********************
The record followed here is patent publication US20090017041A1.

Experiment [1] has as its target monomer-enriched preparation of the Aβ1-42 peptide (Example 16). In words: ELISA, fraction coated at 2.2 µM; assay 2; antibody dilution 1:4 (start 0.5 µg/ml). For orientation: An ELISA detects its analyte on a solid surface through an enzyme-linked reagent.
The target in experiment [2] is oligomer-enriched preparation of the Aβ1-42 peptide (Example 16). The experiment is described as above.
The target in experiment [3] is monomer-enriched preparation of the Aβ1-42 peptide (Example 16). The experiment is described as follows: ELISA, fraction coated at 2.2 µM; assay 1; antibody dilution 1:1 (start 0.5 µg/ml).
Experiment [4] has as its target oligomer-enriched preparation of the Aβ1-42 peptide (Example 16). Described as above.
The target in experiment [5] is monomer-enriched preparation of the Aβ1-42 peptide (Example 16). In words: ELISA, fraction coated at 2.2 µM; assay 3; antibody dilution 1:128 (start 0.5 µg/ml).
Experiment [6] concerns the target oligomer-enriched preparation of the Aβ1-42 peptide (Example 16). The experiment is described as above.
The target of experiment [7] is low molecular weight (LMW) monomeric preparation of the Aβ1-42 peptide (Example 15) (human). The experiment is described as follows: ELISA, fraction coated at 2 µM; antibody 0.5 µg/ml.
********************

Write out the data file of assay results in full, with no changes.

The record followed here is patent publication US20090017041A1.

Experiment [1] has as its target monomer-enriched preparation of the Aβ1-42 peptide (Example 16). In words: ELISA, fraction coated at 2.2 µM; assay 2; antibody dilution 1:4 (start 0.5 µg/ml). For orientation: An ELISA detects its analyte on a solid surface through an enzyme-linked reagent.
The target in experiment [2] is oligomer-enriched preparation of the Aβ1-42 peptide (Example 16). The experiment is described as above.
The target in experiment [3] is monomer-enriched preparation of the Aβ1-42 peptide (Example 16). The experiment is described as follows: ELISA, fraction coated at 2.2 µM; assay 1; antibody dilution 1:1 (start 0.5 µg/ml).
Experiment [4] has as its target oligomer-enriched preparation of the Aβ1-42 peptide (Example 16). Described as above.
The target in experiment [5] is monomer-enriched preparation of the Aβ1-42 peptide (Example 16). In words: ELISA, fraction coated at 2.2 µM; assay 3; antibody dilution 1:128 (start 0.5 µg/ml).
Experiment [6] concerns the target oligomer-enriched preparation of the Aβ1-42 peptide (Example 16). The experiment is described as above.
The target of experiment [7] is low molecular weight (LMW) monomeric preparation of the Aβ1-42 peptide (Example 15) (human). The experiment is described as follows: ELISA, fraction coated at 2 µM; antibody 0.5 µg/ml.